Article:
Clara Oswald seems to be getting her due this season on Doctor Who, with more agency, her own personal storyline outside her orbit of the Doctor, and a far clearer picture of her character. And it would seem that Steven Moffat is ready to admit that she wasn’t done right by in the previous season, if a recent interview in Doctor Who Magazine is anything to go by…
Here is what Moffat had to say to the magazine regarding Clara’s given moniker and original plotline:
“One of the difficulties with her ‘impossible girl’ story was that she wasn’t actually a participant in it, because she didn’t actually know about the mystery.”
Yup. Characters as plot devices generally don’t go over well in the long run. In addition, Moffat states that it was difficult for Clara to step into the companion role after Amy because fans had “The Girl Who Waited” so tied up with the Eleventh Doctor:
“Peter and Jenna absolutely belong together in Doctor Who. To be absolutely honest, there’s also the problem of … you look at Matt Smith in a bow tie and you’re looking for Karen Gillan. You just are. So it was tough for Jenna.”
That seems fair; Eleven was definitely Amy’s Doctor, much in the same way that Ten was Rose’s Doctor. There is a question of chemistry when the Doctor transitions, and it’s fair to say that Clara is a better match for Capaldi’s version of the character—she was always so sharp and quippy against Smith’s relative softness. Moffat compared it to Sarah Jane Smith’s tenure on the show:
“Do you remember back in the day … Sarah Jane Smith seemed like a rather dull replacement for Jo Grant, til Tom Baker’s Doctor came along? Sarah Jane was quite boring for that first year, then Tom Baker came along and – fazoom – she was brilliant.”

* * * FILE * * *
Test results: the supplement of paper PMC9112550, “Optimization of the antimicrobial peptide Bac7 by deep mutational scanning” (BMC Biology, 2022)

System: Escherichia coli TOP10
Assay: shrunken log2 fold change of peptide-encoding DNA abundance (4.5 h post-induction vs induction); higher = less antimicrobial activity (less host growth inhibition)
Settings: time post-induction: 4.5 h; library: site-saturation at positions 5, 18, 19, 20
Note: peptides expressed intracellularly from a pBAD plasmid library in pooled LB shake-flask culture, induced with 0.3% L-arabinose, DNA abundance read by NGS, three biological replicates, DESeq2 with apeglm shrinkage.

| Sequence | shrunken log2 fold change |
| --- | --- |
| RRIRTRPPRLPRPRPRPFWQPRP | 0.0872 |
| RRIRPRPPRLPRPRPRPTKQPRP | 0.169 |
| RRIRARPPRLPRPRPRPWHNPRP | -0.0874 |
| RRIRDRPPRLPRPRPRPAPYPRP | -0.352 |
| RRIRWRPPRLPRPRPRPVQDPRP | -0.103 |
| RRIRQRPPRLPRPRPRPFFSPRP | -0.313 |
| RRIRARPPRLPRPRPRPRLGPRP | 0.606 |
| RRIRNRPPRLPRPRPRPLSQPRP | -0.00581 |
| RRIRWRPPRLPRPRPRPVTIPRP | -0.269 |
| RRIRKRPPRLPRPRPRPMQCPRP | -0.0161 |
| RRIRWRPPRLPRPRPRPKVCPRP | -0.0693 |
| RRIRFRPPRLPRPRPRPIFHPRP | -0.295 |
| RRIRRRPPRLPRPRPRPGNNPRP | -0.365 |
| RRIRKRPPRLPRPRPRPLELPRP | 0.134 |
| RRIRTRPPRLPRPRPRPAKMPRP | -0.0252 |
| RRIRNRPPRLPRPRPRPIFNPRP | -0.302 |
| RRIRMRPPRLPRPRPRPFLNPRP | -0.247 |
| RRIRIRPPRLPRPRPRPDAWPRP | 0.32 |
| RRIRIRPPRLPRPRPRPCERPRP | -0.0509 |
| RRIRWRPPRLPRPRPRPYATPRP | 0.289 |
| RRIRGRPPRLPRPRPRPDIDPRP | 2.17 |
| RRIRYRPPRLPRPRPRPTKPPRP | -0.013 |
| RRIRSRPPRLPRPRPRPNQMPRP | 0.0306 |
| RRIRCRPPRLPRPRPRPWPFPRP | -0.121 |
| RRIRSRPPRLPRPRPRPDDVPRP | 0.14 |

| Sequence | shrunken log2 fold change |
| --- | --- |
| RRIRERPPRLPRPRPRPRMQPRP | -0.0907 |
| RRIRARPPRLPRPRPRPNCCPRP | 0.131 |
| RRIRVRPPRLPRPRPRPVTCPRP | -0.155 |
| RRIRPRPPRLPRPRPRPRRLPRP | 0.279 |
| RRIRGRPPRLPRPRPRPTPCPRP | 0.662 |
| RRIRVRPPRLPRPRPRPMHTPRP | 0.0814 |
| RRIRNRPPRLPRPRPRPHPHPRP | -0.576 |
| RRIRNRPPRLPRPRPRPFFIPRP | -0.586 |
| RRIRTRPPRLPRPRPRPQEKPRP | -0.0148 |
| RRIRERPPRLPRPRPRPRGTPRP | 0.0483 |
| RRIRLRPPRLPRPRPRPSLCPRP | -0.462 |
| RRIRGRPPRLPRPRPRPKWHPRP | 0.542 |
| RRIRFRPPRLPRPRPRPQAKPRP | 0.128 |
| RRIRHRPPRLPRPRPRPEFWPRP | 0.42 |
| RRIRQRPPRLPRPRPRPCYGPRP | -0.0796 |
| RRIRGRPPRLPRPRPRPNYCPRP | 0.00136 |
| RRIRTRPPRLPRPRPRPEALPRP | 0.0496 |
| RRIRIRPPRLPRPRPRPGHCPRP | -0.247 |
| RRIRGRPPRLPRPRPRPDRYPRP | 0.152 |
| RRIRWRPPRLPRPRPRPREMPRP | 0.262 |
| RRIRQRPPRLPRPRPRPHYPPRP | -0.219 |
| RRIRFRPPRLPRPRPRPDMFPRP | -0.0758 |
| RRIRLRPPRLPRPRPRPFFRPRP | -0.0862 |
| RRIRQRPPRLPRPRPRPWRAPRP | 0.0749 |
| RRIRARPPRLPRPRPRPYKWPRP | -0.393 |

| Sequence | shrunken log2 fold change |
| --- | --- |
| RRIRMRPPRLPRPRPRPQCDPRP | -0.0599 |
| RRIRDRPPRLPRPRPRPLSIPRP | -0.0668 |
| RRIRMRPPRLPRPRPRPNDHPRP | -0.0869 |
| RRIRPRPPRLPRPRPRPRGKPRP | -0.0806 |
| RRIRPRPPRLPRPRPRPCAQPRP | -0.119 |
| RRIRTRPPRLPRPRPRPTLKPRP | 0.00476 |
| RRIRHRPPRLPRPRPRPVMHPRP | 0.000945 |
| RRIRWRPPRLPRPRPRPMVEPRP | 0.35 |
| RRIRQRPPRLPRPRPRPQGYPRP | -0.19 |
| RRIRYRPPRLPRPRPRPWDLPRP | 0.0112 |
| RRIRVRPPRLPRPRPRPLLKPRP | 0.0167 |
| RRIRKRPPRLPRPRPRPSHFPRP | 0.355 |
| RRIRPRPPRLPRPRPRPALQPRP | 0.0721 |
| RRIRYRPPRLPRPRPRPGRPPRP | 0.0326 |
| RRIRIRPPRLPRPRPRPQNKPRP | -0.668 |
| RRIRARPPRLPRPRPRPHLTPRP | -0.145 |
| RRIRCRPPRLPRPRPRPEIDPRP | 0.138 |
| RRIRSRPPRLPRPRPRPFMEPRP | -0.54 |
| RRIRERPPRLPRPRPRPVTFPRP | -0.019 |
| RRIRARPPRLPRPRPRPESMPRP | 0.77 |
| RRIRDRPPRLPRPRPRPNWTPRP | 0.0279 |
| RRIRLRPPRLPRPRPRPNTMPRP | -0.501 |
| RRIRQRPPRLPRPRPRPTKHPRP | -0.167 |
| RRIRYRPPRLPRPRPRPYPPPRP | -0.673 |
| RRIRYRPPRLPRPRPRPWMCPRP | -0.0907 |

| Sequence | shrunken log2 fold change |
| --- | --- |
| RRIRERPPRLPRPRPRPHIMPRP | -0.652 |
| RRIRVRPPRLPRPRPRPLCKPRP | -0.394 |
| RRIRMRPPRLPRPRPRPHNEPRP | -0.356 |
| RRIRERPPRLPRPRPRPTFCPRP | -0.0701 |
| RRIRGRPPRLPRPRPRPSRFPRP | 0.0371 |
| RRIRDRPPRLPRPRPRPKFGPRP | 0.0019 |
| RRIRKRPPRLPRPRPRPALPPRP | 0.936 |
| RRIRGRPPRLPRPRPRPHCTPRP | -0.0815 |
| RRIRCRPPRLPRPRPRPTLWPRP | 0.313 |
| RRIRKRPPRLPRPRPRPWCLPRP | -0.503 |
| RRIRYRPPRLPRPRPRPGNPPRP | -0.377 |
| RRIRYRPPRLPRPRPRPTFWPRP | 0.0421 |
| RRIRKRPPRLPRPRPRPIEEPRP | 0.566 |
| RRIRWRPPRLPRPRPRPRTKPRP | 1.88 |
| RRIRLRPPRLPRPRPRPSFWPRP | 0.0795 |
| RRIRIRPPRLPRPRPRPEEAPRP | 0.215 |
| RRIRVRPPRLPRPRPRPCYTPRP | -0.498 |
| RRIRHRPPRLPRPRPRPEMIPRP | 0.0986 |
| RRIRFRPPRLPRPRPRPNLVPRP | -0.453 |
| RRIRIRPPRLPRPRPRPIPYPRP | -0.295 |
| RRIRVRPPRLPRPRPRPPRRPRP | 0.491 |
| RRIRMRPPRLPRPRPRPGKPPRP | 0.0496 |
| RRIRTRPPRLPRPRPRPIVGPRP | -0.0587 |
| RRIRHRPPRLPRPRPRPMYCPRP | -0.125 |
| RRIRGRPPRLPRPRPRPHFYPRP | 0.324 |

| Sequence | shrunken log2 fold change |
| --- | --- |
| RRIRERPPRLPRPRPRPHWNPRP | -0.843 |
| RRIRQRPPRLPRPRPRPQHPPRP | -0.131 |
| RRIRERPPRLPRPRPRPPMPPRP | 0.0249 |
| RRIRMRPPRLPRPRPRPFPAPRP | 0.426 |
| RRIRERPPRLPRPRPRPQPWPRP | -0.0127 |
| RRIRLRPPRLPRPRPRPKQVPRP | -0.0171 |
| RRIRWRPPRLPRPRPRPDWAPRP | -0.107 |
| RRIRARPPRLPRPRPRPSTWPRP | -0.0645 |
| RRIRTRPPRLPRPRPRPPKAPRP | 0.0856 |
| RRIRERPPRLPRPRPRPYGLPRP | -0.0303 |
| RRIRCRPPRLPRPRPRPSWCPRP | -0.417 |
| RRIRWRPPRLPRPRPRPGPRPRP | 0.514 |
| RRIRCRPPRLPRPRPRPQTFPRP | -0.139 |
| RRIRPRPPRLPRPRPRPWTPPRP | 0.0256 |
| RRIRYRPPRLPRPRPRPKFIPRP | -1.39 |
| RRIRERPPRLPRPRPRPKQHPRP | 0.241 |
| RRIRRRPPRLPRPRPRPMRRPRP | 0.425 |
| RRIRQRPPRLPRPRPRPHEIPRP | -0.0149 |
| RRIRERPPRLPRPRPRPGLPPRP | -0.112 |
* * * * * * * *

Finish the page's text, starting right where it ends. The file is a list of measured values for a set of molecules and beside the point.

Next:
Now, I don’t know that I would ever call Sarah Jane Smith “boring,” but she certainly did light up when Tom Baker became the Doctor. On the other hand, that has a lot to do with writing the characters to be compatible to begin with, so it doesn’t seem fair to say that they just don’t match up. Other companions were capable of making the transition, after all. But at least Moffat has one assurance to make for this season:
“Clara has her own Doctor now, and she becomes the main character – which of course the companion always should be, really…”
They really should be, yes. Let’s just hope that no one forgets that the companion is the main character all over again down the line. And that Clara will continue to expand into a multi-faceted human being, which she deserved right from the beginning. At the very least, Moffat seems to realize (one hopes) that not treating her as such was a mistake.
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